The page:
UK - UK pension schemes are increasingly considering buy-ins and buyouts as part of their de-risking plans, and insurance companies have thus adapted their products to better match pension liabilities, according to LCP.

According to Charlie Finch, partner at the consultancy, many UK companies have already closed their pension plans to future accrual, so many pension schemes are now looking at buy-in and buyout options to transfer their risk.

Speaking at the Global Pensions Forum in Amsterdam, Finch said: "In late 2008, trustees became more cautious about how to reduce their pension plans' liabilities.

"Pension schemes in the UK invested traditionally in equities and bonds, but the financial crisis told them they had to find new options."

The risk was then been split between insured liabilities (covered by insurance policies) and residual liabilities (covered by equities and bonds).

"As a result," Finch said, "we are now seeing much more sophisticated insurance products, which are driven by the demand from pension plans but also by the competitiveness between insurers."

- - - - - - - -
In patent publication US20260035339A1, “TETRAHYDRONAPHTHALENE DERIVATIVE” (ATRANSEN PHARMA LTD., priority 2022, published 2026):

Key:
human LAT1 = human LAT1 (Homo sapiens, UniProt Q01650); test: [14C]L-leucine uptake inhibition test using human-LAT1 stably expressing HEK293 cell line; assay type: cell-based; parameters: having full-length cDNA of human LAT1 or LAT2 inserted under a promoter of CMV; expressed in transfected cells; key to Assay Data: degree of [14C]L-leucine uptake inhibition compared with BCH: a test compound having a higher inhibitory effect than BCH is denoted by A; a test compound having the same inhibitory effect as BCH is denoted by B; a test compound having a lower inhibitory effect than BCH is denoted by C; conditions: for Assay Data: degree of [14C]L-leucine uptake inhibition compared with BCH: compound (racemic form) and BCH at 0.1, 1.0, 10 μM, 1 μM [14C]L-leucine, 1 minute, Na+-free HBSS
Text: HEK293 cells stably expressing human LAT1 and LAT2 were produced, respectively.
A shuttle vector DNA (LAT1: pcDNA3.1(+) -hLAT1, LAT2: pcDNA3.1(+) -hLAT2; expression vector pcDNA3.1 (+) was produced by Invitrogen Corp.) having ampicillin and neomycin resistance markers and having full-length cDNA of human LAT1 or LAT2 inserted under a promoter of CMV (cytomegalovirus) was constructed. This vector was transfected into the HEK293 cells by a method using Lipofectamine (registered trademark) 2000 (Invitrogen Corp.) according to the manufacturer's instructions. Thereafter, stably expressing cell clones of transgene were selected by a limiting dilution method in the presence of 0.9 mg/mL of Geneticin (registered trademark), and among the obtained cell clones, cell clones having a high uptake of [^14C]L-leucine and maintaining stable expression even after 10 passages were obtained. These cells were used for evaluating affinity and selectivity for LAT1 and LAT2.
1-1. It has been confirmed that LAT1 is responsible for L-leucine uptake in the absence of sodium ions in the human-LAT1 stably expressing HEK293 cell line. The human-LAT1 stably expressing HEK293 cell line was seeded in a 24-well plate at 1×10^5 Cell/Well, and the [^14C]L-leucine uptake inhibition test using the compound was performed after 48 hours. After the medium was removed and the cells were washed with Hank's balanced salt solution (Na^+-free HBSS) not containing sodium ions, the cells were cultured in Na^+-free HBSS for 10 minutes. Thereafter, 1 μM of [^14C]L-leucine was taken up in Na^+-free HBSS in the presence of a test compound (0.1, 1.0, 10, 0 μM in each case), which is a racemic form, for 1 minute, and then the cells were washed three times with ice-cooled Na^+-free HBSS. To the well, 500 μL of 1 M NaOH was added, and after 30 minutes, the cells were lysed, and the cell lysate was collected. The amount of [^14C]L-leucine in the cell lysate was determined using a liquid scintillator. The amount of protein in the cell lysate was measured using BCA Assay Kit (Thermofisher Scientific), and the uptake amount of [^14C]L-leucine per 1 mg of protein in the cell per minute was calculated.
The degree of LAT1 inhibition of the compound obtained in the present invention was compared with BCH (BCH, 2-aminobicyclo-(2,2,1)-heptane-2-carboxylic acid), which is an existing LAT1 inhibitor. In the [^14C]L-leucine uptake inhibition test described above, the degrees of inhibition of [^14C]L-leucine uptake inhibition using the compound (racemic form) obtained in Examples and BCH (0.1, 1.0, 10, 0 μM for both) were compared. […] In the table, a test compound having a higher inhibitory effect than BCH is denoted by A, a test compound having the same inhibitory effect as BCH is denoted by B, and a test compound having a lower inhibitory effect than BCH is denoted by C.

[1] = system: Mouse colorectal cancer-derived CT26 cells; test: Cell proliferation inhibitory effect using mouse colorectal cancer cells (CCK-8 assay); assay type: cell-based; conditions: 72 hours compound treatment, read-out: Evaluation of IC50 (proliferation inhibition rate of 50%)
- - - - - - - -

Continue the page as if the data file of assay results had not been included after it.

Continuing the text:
Buy-in transactions remain an attractive option for pension plans as they hedge longevity, inflation and investment risk for the liabilities covered and ensure equitable treatment of plans' members.

Insurance products are also now more affordable for pensioners, costing 0-5% above the funding reserve.

Also speaking at the Global Pensions Forum, Martin Mannion, director of pensions finance and risk at GlaxoSmithKline, said: "Our company's pension plans wished to reduce longevity and inflation risk as part of a wider UK de-risking strategy.

"We then decided at the end of last year to increase life insurance products with income stream that fully matches all future pension payments and which offered competitive prices.

"Insurance products also offered our pension plan robust security protections to minimise counter-party risk and a contract to stay under the FSA jurisdiction or other European regulators." 

In a recent report, LCP predicted buyouts would overtake less costly buy-ins as pension funds wrestled with legacy issues.